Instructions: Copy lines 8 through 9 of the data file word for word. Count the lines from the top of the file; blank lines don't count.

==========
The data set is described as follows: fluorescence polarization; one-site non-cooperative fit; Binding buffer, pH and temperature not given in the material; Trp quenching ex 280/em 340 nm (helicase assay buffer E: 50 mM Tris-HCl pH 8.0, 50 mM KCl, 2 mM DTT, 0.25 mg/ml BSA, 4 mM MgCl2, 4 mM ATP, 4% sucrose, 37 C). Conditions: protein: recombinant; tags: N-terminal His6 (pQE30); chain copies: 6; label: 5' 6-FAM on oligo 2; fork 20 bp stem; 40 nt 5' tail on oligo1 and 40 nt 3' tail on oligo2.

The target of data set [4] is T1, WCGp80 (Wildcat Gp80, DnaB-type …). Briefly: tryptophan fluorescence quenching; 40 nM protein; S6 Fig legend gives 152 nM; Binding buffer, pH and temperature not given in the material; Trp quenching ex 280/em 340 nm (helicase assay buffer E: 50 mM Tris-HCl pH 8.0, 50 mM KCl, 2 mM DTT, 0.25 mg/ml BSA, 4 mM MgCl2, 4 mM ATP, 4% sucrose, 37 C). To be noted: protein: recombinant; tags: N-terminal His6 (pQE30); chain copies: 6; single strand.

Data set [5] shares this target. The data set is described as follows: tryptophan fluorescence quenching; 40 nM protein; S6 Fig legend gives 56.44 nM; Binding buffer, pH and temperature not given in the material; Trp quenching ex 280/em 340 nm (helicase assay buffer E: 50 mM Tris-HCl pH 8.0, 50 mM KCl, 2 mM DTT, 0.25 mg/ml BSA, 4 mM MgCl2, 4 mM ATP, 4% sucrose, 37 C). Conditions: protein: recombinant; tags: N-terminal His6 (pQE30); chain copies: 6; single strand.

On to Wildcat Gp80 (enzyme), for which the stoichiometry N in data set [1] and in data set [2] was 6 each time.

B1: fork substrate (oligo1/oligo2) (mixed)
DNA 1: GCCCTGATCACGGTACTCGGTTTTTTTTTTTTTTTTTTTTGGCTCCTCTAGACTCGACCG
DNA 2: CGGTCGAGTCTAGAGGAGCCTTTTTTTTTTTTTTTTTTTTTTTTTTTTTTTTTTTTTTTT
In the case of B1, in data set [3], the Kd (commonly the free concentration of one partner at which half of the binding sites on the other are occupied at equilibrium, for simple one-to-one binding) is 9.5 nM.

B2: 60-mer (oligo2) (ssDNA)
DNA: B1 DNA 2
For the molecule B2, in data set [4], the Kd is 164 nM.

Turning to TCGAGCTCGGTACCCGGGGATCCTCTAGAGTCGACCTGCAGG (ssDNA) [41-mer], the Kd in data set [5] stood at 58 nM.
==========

In the case of B1, in data set [3], the Kd (commonly the free concentration of one partner at which half of the binding sites on the other are occupied at equilibrium, for simple one-to-one binding) is 9.5 nM.

B2: 60-mer (oligo2) (ssDNA)